I also know hard the first 6-12 months of any saas are, even when it’s going reasonably well. This makes me focus on making Data Fetcher the best it can be, rather than considering other product/ start up ideas.
Having to do marketing/ business admin can be boring at times. But I’ve recently been able to hire some help with content marketing, and I plan to keep doing that with areas of the business I don’t want to do myself.
How would you have done things differently if you started again?
I’d do user testing with customers much sooner. Not just customer interviews but actually watching people use the product to find and fix all the UX issues. I only started doing this one year in and it made a massive difference to how easy Data Fetcher is to use. It sounds obvious, but I just didn’t prioritise it over new features, marketing etc.
What are the most common mistakes you see Indie Hackers make early on?
Worrying about which tech stack to use - just use whatever you know. And if you don’t know anything, either use no-code or learn a tech stack with good job opportunities (as a fallback).
Another one is building a tool that is a nice to have rather than solving a real urgent customer problem. I think this often comes from people building things purely for themselves rather than going a little outside their comfort zone and looking at solving problems within other markets/ industries/ platforms.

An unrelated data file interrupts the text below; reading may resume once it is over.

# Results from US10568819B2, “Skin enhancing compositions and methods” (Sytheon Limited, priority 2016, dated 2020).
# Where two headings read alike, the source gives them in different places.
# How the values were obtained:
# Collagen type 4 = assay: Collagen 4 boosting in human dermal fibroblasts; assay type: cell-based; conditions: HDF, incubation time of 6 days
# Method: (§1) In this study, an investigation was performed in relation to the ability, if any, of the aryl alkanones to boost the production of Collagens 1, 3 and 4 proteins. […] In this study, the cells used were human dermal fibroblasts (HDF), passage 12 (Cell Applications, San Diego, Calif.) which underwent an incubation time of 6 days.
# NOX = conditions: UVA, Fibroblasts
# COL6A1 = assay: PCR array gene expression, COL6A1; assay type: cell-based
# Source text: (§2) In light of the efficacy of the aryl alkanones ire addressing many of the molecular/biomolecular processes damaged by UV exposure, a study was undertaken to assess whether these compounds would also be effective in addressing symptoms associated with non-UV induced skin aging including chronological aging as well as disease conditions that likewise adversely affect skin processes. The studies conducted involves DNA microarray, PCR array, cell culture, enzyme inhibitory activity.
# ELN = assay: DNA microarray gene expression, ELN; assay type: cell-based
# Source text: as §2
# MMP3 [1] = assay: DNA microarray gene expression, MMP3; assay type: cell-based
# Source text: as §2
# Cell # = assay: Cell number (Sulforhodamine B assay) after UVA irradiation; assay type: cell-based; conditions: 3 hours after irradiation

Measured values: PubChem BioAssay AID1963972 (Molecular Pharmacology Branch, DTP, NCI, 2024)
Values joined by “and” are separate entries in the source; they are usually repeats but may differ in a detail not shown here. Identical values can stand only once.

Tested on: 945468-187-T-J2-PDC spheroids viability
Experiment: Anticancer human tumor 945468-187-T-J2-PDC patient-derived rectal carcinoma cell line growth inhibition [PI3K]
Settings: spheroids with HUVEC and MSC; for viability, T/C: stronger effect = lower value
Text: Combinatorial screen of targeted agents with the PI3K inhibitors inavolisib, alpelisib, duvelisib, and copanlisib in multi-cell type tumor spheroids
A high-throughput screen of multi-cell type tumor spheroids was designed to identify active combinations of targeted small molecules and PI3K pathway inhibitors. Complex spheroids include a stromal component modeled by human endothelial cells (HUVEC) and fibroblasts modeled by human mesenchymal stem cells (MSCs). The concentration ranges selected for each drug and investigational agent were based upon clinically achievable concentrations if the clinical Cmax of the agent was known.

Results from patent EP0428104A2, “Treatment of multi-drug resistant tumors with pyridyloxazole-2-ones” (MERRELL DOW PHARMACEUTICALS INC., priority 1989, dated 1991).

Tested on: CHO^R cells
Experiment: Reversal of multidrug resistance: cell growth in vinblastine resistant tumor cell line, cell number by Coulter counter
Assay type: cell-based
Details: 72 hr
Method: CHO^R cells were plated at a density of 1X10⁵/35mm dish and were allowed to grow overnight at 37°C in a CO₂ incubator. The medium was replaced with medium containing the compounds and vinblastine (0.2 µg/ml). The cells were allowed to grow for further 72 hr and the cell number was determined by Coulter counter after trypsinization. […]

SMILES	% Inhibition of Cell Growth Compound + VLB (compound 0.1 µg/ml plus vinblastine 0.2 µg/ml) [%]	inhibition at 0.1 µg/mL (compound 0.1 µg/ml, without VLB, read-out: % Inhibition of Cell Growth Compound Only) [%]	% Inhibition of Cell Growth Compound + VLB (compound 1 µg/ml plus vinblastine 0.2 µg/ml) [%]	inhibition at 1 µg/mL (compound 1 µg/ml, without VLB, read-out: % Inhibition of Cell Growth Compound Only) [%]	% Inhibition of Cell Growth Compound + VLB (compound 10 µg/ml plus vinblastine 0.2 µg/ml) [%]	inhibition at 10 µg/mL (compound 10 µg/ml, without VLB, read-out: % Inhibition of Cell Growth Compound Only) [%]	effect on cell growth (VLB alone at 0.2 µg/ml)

What else have you built before Data Fetcher, and what were the biggest lessons from those experiences?
Verbly and a football quiz site I built with a friend (now gone from the internet!) taught me that B2C is really hard to do as a bootstrapper. Some people will say don’t charge less than $50 for your SaaS, which I think is a bit high, but you definitely want to be selling to small businesses/ prosumers not consumers.
Influence Grid taught me the value of picking a market you’re interested in. Motivation is easy in any industry whilst MRR is going up. But when it comes time to solve the real issues of the product/ business, you need to actually care!
It also taught me that the nature of the market will define certain things about your business, and you probably can’t avoid these. For example, Influencer marketing is campaign based, so customers will sign up to a SaaS tool, then cancel once the campaign finishes. This means you’re always battling churn. Picking the right industry is crucial.
What is the vision for Data Fetcher 3 years from now?
I’d like to have a Data Fetcher app on 2 or 3 different platforms, to reduce the platform risk of being only on Airtable. I’d also like to hire a couple of people so we can move quicker but I still get to do lots of hands-on product development. In terms of financials, getting to 1000 customers in the next 2-3 years would be pretty amazing.
What are your favourite indie products?
What are your favourite podcasts?
Startup to last, The Top - Nathan Latka, Indie Bites
Where can people stay updated on you and your projects?